HRC is deeply saddened to learn of the death of CoCo Chanel Wortham, also known as Miss Coco, a 44-year-old transgender woman of color who was fatally shot in Dallas, Texas on August 7. Miss CoCo’s death is at least the 34th death of a transgender or gender non-conforming person in 2021. We say “at least” because too often these deaths go unreported — or misreported.
According to Nu Trans Movement, Miss CoCo was frequently in encampment areas of downtown Dallas with others who experienced homelessness. The organization described her as “a well-known small girl with a big, bubbly personality. CoCo was a happy person [and] proud to be living her truth!” According to an article from the Dallas Voice, Miss CoCo was originally from Kansas City, Kansas and was a “master cosmetologist.” Her friend Dymond Rocke described her as “a giving and kind person who never said no to anyone.” A memorial service was held for her in Dallas last week.
HRC recorded 44 deaths of transgender and gender non-conforming people in 2020, more than in any year since we began tracking this violence in 2013.
The Dallas Police Homicide Unit is currently investigating Miss CoCo’s death, and according to local news reports, they are investigating her death as a hate crime until proven otherwise. Anyone with information can contact Detective Frank Serra, #10031 at 214-671-4320 or firstname.lastname@example.org, or Crime Stoppers at 214-373-TIPS (8477). Please refer to case number 141396-2021.
More than 10,000 hate crimes in the U.S. involve a firearm each year, which equates to more than 28 each day, according to a 2020 report from HRC, Everytown for Gun Safety Support Fund, Giffords Law Center and Equality Florida titled “Remembering and Honoring Pulse: Anti-LGBTQ Bias and Guns Are Taking Lives of Countless LGBTQ People.” The report also notes a marked increase in anti-LGBTQ hate crimes, especially against transgender people. According to the 2017-2019 Transgender Homicide Tracker, three-fourths of confirmed homicides against transgender people have involved a gun, and nearly eight in 10 homicides of Black trans women involve a gun. Further, advocates saw a 43% increase in the formation of anti-LGBTQ hate groups in 2019.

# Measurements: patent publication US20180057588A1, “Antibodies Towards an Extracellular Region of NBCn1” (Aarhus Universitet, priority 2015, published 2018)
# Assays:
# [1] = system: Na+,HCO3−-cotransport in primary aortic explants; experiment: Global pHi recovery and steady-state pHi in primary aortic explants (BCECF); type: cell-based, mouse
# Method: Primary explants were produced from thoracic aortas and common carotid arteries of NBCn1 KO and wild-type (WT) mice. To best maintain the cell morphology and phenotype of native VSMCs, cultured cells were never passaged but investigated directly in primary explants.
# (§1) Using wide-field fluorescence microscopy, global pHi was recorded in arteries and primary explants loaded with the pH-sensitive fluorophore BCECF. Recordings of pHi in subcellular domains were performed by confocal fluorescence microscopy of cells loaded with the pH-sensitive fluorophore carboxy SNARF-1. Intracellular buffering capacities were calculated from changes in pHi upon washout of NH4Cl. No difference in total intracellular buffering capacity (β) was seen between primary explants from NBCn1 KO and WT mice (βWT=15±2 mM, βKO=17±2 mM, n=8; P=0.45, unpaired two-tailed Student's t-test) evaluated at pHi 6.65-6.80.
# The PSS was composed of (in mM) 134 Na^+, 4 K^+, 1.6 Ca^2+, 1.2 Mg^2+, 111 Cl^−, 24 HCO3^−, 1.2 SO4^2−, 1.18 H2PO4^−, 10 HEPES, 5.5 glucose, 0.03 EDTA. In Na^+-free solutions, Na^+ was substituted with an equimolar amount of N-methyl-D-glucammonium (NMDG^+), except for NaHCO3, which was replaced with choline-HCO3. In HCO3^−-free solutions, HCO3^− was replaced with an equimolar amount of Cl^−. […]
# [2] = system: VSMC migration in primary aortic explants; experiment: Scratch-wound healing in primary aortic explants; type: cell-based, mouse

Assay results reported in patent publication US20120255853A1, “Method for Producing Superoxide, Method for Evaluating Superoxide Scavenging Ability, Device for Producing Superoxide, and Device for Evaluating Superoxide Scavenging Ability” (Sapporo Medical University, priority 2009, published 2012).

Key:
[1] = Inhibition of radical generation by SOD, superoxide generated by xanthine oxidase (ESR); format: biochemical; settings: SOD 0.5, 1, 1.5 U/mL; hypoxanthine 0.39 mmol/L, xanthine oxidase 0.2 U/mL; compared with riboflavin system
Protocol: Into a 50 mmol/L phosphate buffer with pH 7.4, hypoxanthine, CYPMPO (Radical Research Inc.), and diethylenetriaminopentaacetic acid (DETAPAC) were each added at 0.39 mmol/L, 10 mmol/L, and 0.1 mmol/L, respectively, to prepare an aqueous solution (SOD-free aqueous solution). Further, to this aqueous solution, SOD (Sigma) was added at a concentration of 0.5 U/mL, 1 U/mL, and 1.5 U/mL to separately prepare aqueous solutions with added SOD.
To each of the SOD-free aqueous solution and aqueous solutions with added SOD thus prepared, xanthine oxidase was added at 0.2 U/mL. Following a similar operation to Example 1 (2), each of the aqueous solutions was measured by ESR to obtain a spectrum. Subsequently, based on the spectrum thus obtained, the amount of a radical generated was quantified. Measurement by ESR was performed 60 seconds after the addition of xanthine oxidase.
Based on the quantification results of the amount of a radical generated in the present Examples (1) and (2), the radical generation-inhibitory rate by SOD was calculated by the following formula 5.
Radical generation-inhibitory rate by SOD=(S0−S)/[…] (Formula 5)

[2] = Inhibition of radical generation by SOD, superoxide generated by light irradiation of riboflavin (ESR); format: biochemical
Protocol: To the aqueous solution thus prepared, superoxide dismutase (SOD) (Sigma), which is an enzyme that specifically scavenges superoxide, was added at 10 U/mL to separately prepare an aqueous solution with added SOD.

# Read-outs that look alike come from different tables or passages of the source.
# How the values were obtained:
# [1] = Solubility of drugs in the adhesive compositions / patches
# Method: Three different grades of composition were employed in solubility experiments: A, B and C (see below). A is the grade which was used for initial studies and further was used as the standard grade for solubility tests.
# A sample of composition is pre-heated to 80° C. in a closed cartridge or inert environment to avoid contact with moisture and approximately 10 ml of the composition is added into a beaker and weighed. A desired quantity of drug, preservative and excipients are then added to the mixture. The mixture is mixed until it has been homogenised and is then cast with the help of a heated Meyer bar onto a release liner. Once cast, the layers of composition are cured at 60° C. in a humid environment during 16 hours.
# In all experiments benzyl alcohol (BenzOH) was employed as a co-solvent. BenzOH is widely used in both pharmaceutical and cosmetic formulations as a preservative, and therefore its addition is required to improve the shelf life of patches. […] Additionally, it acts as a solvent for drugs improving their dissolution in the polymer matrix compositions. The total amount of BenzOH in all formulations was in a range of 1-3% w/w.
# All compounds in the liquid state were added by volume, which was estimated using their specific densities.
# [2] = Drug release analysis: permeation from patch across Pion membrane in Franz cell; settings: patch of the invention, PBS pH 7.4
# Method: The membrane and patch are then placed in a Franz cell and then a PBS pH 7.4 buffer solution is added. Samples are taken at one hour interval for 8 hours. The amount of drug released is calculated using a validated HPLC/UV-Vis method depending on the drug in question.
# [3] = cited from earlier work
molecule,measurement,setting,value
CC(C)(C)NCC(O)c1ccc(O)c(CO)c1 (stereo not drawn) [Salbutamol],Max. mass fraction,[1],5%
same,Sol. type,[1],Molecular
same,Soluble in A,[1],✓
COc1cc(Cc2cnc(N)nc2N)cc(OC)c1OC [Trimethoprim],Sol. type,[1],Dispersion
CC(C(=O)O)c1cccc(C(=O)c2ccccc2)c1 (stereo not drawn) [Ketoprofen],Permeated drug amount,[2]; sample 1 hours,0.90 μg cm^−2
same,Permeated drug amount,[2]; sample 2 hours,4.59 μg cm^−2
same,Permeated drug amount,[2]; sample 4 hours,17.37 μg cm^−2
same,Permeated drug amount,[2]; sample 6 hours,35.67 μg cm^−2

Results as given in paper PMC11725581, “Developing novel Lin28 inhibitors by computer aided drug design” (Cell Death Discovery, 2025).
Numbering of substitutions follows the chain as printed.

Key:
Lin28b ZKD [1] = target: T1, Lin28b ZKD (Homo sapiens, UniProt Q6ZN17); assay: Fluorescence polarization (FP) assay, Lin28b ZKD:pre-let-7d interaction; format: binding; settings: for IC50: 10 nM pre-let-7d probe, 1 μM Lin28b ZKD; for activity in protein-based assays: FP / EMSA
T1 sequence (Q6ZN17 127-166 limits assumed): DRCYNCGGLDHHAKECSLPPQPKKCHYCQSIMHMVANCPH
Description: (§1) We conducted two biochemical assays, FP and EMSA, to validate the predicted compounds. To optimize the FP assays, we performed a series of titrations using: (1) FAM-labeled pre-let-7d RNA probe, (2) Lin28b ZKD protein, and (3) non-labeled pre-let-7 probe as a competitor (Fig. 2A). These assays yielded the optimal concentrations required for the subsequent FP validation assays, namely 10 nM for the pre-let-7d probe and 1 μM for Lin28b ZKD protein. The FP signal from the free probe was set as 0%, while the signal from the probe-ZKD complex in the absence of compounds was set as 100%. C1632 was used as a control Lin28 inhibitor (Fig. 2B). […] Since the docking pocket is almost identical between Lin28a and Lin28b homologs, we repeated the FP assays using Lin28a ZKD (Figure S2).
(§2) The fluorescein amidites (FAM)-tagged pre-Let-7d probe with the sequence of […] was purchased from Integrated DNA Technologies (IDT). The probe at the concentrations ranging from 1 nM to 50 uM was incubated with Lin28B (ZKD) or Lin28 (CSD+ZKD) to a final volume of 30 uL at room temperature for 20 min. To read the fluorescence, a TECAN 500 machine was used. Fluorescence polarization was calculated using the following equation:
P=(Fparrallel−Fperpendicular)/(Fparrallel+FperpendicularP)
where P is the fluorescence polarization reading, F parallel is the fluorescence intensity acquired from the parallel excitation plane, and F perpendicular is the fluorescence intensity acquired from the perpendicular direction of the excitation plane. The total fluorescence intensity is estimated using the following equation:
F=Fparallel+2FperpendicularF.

Many transgender and gender non-conforming people who are victims of violence often eperience misgendering and callous or disrespectful treatment by some in the media, law enforcement and elected offices. According to HRC research, it is estimated that approximately three-quarters of all known victims were misgendered by the media and/or by law enforcement. In the pursuit of greater accuracy and respect, HRC offers guidelines for journalists and others who report on transgender people. HRC, Media Matters and the Trans Journalists Association have also partnered on an FAQ for reporters writing about anti-trans violence.
At the state level, transgender and gender non-conforming people in Texas are not explicitly protected from discrimination in employment, housing, education and public spaces. While Texas does include sexual orientation as a protected characteristic in its hate crimes law, it does not expressly include gender identity. While we have recently have seen some gains that support and affirm transgender people, we have also faced anti-LGBTQ attacks at many levels of government this year, with more than 250 anti-LGBTQ bills under consideration in state legislatures across the country, more than 120 of which directly target transgender people. In May, 2021 set a record as the worst year for anti-LGBTQ legislation in recent history.
We must demand better from our elected officials and reject harmful anti-transgender legislation at the local, state and federal levels, while also considering every possible way to make ending this violence a reality. It is clear that fatal violence disproportionately affects transgender women of color, especially Black transgender women. The intersections of racism, transphobia, sexism, biphobia and homophobia conspire to deprive them of necessities to live and thrive, so we must all work together to cultivate acceptance, reject hate and end stigma for everyone in the trans and gender non-conforming community.
In order to work towards this goal and combat stigma against transgender and non-binary people, HRC has collaborated with WarnerMedia on a PSA campaign to lift up their voices and stories. Learn more and watch the PSAs here.
HRC has also launched the “Count Me In” campaign to encourage everyone, LGBTQ people and allies, to get loud, get visible and spread awareness on behalf of transgender and non-binary people. The more people who show they care, including allies and trans and non-binary people who speak up for the most marginalized in our community, the more hearts and minds we will change. Learn more and take action at hrc.org/CountMeIn.
For more information about HRC’s transgender justice work, visit hrc.org/transgender.